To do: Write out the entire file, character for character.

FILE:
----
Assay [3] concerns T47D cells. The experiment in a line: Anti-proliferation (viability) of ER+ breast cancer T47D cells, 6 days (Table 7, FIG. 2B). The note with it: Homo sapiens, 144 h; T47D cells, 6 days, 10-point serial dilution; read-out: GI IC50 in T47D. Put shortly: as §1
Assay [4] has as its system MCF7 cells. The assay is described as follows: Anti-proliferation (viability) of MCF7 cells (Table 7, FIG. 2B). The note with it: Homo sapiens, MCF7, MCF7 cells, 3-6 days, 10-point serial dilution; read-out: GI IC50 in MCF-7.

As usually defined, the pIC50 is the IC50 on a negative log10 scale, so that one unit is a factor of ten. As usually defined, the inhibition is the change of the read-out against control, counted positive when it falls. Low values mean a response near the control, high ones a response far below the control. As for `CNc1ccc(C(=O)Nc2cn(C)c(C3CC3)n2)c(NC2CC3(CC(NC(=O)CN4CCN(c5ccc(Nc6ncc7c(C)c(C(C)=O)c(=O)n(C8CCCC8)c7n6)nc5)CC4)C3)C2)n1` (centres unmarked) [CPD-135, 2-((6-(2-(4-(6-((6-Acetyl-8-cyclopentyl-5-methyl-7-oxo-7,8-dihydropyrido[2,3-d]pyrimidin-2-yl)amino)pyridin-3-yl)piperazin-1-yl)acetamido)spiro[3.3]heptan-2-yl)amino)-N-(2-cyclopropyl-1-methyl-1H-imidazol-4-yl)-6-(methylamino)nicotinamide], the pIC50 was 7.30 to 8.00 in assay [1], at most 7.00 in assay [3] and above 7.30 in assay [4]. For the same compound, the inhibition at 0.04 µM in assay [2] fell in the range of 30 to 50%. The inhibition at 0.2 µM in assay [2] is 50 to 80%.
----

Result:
Assay [3] concerns T47D cells. The experiment in a line: Anti-proliferation (viability) of ER+ breast cancer T47D cells, 6 days (Table 7, FIG. 2B). The note with it: Homo sapiens, 144 h; T47D cells, 6 days, 10-point serial dilution; read-out: GI IC50 in T47D. Put shortly: as §1
Assay [4] has as its system MCF7 cells. The assay is described as follows: Anti-proliferation (viability) of MCF7 cells (Table 7, FIG. 2B). The note with it: Homo sapiens, MCF7, MCF7 cells, 3-6 days, 10-point serial dilution; read-out: GI IC50 in MCF-7.

As usually defined, the pIC50 is the IC50 on a negative log10 scale, so that one unit is a factor of ten. As usually defined, the inhibition is the change of the read-out against control, counted positive when it falls. Low values mean a response near the control, high ones a response far below the control. As for `CNc1ccc(C(=O)Nc2cn(C)c(C3CC3)n2)c(NC2CC3(CC(NC(=O)CN4CCN(c5ccc(Nc6ncc7c(C)c(C(C)=O)c(=O)n(C8CCCC8)c7n6)nc5)CC4)C3)C2)n1` (centres unmarked) [CPD-135, 2-((6-(2-(4-(6-((6-Acetyl-8-cyclopentyl-5-methyl-7-oxo-7,8-dihydropyrido[2,3-d]pyrimidin-2-yl)amino)pyridin-3-yl)piperazin-1-yl)acetamido)spiro[3.3]heptan-2-yl)amino)-N-(2-cyclopropyl-1-methyl-1H-imidazol-4-yl)-6-(methylamino)nicotinamide], the pIC50 was 7.30 to 8.00 in assay [1], at most 7.00 in assay [3] and above 7.30 in assay [4]. For the same compound, the inhibition at 0.04 µM in assay [2] fell in the range of 30 to 50%. The inhibition at 0.2 µM in assay [2] is 50 to 80%.